Re: Re:

Imagine the fun if, like me, you use a password manager. Here you go,


And, as we all know, the favorite Twitter handle for these people is @RadicalMuslimTerrorist.

But in the .gov defense, which I’ve worked in, and despite this being an incredibly stupid policy, every so often you find someone who goes full-retard on social-media under their real name. It really does happen.

Geno0wl (profile) says:

Re: How long does that take to do?

Can they check all of them? How long would that even take? Does a person specialized in doing this check these accounts or some robot? How do you check some of these if you can’t speak/read a foreign language?

Tumblr? Whatsapp? Snapchat? Twitter? Instagram? Viber? Sina Weibo? QQ? QZone? Line? Facebook? Google+?

Now not to mention it is only too long before they try to expand what defines a “social media” website.

Youtube? Pinterest? Flickr? LinkedIn? Kik? Tinder? Skype? Any other Dating website.

The rabbit hole is endless, ever changing, and they will only keep moving the goal posts as far they think they can to get access to more and more.

Anonymous Coward says:

Re: Re: How long does that take to do?

How do you check some of these if you can’t speak/read a foreign language?

That part’s easy. Feed it to Google Translate. If it doesn’t come back looking squeaky clean, assume it’s bad and treat them like they refused to give you the password at all.

As an optional shortcut, if it’s Arabic, don’t even bother with Google Translate and skip straight to assuming it’s bad. After all, terrorists speak Arabic.

Anonymous Coward says:

Easy path to arresting people

This feels less like they want access to social accounts for security purposes and more of an easy avenue to make an arrestable offense.

Obstruction of justice, lying to a federal official, whatever they want. All they have to do is find a single social account you did not tell them about (sign up for that Github account five years ago and never use it? You better remember that login details) and you will be loaded with charges against you.

99% of folks they likely will never ask this information. But the few who do? Makes it really easy for them to either deny entry or arrest them.

I am curious on the legal boundaries of this. For example – if you manage the social accounts for your business, can they demand your passwords for that too?
If you manage your passwords using a password manager, can they demand access to that password manager? If they can, does that then allow them access to all of the logins stored on that manager?
If you store your logins on your phone, do they now have full access to your phone unencrypted?
If they find something critical of America but still protected by the 1st amendment, if they deny you entry because of that is that illegal?
How does this work with accounts held by minors?
If you delete the social media app from your phone so they can’t get access through your phone, but do provide them the login details, is that obstruction by making it more difficult for them to view your details?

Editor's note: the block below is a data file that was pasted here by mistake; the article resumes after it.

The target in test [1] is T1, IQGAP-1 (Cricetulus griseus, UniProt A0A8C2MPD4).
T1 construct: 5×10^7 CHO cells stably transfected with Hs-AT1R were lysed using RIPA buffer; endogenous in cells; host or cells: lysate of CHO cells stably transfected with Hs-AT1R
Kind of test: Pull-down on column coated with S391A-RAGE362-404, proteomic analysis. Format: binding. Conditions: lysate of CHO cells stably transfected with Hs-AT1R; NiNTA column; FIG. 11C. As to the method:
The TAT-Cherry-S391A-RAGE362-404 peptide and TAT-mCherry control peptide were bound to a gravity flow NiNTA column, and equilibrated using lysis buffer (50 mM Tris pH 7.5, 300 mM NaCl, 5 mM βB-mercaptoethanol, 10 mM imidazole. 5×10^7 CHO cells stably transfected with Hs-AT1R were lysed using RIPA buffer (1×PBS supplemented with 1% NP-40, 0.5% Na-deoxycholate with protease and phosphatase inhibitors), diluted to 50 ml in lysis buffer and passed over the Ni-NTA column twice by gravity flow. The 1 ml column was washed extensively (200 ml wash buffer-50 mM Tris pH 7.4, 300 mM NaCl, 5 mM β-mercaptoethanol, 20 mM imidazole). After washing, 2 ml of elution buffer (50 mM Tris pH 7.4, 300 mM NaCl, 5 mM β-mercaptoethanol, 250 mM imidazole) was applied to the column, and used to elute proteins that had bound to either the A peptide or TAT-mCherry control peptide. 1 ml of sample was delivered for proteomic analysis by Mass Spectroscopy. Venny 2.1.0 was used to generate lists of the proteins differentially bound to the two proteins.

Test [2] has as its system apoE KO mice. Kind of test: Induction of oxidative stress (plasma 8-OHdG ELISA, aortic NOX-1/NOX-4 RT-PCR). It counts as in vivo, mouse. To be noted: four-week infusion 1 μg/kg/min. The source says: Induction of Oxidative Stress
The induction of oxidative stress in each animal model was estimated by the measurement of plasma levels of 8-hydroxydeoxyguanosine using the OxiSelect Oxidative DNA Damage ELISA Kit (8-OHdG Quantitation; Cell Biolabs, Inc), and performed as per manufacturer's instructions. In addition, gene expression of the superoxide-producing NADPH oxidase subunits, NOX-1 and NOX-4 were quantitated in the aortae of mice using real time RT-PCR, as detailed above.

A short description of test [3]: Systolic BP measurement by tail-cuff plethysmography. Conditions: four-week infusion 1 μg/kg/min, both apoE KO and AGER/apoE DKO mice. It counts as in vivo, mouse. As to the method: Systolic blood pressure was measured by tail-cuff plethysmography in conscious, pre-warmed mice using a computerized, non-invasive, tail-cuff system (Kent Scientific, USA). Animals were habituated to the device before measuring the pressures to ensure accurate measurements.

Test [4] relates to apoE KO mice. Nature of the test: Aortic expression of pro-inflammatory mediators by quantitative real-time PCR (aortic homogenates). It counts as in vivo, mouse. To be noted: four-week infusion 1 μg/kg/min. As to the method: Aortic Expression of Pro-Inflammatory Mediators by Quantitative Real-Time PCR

If you use your social accounts to login to other services, do they then get access to those other services?
If an account was set up for you (think the parents who make a Facebook account for their child before they become of age to manage one on their own), and you have no access to that account at all, are you still responsible for those details?

Wendy Cockcroft (user link) says:

Re: Re:

I won’t be setting foot in the USA for the foreseeable future. I take my holidays right here in the UK and have a fine old time. Last year we went to the Isle of Man (there’s more to see and do there so we will be going back); we’re going to Edinburgh this year. We’ve got to do York at some point…

Yet the US tourist industry is placing ads on UK TV inviting us to come and see the wonders of California, Florida, etc. I’d love to visit those places — gotta see the Grand Canyon for myself — but not while this horrible situation continues.

The thing is, Trump’s base isn’t urban or in touristy areas, it’s in Flyover Country. If the cities and resorts lose business, it’s no skin off their noses. I doubt that a drop in overseas visitor revenues will force a change in policy. :/

Anonymous Coward says:

Isn’t the sharing of passwords a violation of every website’s Terms of Service? And isn’t that (at least in the eyes of the DOJ) a violation of CFAA, and a felony? So every non-citizen who visits the USA will be required to commit a felony before they will be admitted?

The CFAA doesn’t seem to grant an exemption for this kind of activity, so any government agent who logs in to another person’s account violates that website’s TOS, and they also commit a felony? Wonderful.

Anonymous Coward says:

Sharing your credentials is a terms of service violation with Facebook and Twitter. Doing so could open you up to prosecution under the CFAA. The government should not be able to demand you commit a crime.

Twitter and Facebook should alter their terms of service to make the government’s use of credentials obtained through coercion (and without a warrant) a TOS violation. They should also start blacklisting blocks of IPs known to be used by government agencies.

Baz says:

Two-factor authentication

For pretty much everything I use, my password is no longer enough to get into my stuff. For ongoing access, they’d need to clone my phone and also bypass fraud prevention on the sites which stops unrecognized devices from using the account.

So what is the implementation plan here? Asking you to fill a form with usernames and passwords will not work. Clone your phone? Wait while you log into each site and show them what’s there?

Roger Strong (profile) says:

Re: Re:

Americans need a passport when they cross into Canada. Not because Canada requires it, but because the US requires it for them to return. The US now has agreements with Canada and other countries whereby if an American travels from there to a 3rd country, the US is notified.

The US already requires foreigners – and returning Americans – to allow their cell phones to be imaged at the border if requested.

So. If the US makes password demands, cell phone scans and social media scans mandatory for foreigners entering the country, the best bet is that it would do the same for returning Americans. And it would sign agreements with other countries to do the same to Americans at their borders, with the information returned to the US government.